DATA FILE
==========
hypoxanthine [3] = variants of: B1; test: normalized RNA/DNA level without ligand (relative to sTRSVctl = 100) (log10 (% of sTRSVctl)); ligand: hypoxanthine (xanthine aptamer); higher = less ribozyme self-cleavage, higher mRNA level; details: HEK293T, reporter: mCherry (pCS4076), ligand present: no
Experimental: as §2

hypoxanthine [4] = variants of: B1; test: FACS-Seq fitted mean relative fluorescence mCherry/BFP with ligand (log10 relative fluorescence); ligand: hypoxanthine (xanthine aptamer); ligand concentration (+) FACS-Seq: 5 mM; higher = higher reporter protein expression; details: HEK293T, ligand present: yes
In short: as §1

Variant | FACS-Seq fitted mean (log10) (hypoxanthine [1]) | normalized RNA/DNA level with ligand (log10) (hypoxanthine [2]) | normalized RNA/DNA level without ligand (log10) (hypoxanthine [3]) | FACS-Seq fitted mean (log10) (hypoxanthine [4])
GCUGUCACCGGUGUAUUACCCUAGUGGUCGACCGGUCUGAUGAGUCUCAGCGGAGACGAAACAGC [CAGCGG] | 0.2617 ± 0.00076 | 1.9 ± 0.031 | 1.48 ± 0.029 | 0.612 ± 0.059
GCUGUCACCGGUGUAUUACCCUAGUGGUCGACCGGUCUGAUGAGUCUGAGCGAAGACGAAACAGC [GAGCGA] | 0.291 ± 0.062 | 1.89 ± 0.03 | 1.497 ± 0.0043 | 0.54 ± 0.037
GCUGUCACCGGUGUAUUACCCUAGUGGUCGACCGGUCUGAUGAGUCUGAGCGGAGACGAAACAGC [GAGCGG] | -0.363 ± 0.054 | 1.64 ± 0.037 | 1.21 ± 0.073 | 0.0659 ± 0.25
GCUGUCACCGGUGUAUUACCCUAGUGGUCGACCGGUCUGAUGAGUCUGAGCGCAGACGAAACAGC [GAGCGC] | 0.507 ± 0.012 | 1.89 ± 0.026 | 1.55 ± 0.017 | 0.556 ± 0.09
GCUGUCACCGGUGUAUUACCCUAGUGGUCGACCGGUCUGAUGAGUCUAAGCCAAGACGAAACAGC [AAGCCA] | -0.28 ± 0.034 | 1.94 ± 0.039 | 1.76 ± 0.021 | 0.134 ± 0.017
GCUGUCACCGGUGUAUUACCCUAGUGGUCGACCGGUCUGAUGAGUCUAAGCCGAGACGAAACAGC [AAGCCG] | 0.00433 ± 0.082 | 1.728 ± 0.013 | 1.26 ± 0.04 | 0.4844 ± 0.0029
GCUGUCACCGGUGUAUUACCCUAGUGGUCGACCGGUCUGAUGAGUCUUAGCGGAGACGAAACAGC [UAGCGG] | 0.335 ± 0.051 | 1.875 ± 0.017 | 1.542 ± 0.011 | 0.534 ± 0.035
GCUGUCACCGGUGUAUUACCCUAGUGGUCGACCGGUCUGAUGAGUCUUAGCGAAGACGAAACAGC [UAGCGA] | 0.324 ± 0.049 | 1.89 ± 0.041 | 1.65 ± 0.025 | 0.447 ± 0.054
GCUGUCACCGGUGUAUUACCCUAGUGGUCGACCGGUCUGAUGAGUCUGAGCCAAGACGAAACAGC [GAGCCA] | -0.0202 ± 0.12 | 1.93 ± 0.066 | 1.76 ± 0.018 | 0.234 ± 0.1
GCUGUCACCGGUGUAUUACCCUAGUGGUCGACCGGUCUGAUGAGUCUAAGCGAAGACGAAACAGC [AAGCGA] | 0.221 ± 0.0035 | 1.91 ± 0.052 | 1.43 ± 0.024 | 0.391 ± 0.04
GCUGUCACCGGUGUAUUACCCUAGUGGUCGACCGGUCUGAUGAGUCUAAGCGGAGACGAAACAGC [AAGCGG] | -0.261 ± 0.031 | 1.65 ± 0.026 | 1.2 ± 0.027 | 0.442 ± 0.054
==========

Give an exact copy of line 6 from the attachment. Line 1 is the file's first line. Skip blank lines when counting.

GCUGUCACCGGUGUAUUACCCUAGUGGUCGACCGGUCUGAUGAGUCUCAGCGGAGACGAAACAGC [CAGCGG] | 0.2617 ± 0.00076 | 1.9 ± 0.031 | 1.48 ± 0.029 | 0.612 ± 0.059